Our four years in Elkhart did provide some building blocks for our marriage – including involvement with Belmont Mennonite Church, a congregation on the cutting edge of new expressions of worship and strong advocates of small groups. In those settings Anna started to shed her introverted character, felt freer to express her inner feelings and bloom where she was planted.

The next four decades brought incredible change and adjustments, starting with a move from Indiana to Harrisonburg in July 1971; the tent stakes subsequently pounded deep into Valley soil. We “bought” the house we moved into later that same year with money we didn’t have by taking on a 30-year mortgage that we thought we’d never pay off (we did, and then took on another for home improvements). We’ve been content to remain in the same small house that we bought in early 1972.

Finances have caused tension and arguments because of differing attitudes about money. Ann grew up tending to buy cheaply and often, while I went for more costly items that lasted longer. Anna likes to save for a rainy day; I like to spend.

While our families of origin were different in terms of some practices, we share similar spiritual values and are strongly committed to being part of the Mennonite Church. It has certainly been helpful that we got to know each other’s families well over our three-plus years of dating. After all, you don’t marry a person, you marry a family!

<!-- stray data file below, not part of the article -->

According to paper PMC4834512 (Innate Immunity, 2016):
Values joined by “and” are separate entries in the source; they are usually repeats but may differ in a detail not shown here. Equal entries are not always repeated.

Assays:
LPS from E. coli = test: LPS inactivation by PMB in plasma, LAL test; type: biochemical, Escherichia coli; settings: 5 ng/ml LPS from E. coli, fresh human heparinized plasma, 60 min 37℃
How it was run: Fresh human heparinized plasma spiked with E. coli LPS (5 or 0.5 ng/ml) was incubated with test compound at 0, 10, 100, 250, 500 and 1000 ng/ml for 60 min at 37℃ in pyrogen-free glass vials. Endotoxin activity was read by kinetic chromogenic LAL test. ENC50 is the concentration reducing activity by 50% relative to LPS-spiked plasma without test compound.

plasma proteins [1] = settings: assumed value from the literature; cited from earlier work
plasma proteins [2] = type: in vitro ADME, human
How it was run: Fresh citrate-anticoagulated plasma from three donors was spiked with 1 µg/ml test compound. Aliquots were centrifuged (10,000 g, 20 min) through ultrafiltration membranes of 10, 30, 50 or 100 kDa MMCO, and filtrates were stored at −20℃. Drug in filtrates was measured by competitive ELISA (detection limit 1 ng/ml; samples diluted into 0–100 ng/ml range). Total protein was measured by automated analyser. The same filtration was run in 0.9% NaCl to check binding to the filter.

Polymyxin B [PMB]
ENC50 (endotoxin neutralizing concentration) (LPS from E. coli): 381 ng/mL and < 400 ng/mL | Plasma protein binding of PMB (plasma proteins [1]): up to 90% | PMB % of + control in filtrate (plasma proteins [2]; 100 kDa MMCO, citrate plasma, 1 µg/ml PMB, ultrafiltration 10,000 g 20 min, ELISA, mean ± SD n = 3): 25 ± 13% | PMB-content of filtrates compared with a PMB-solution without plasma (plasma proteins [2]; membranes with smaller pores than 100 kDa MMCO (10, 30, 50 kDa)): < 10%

Over the years, we have tried to give each other space to be independent, to retain our individual identities, and to pursue certain interests separate from the other. I try to withhold comment on her enjoyment of southern gospel music – “hey, who’s that guy belching into and swallowing the microphone?” – and she tolerates my passion for the street corner/doo wop tunes of the 1950s – “they sound like someone’s having a vasectomy performed with a Weedeater.” But we also enjoy spending time together – on trips, the occasional getaway weekend, country line dancing regularly and those rare quiet evenings at home.

Humor has helped us deal with and survive numerous problems, conflicts and tense times, a cherished gift in our marriage. Sometimes, laughing together at what is perceived at the outset as a difficult situation is the best way to begin dealing with it.

In what seems like a few fleeting years we’ve become “empty nesters,” grandparents of six grandkids, qualifiers for certain senior citizen discounts, recognizing “retirement” as not just a nebulous concept anymore. Yes, we’re still learning from our mistakes, still hurting each other at times but determined to forgive and forget, striving to listen to and hear each other, to laugh often and rejoice as we share mutual interests and celebrate each other’s joys and accomplishments.

But more importantly, we’re still courting, still trying to grow into a deeper, more transparent relationship by the grace of God and with support from our church, friends, small group and extended family.

I publicly declare to my amazing spouse, “Let’s keep on walking this way, my love. Even though we’re experiencing short-term memory loss and less physical prowess, I believe the best is yet to come. Wherever our paths lead from here, let’s travel it together.”

Will the journey last another 42 years? Likely not, but we will cherish each day we are yet given to make beautiful marital music as one.

 

– Column by Jim Bishop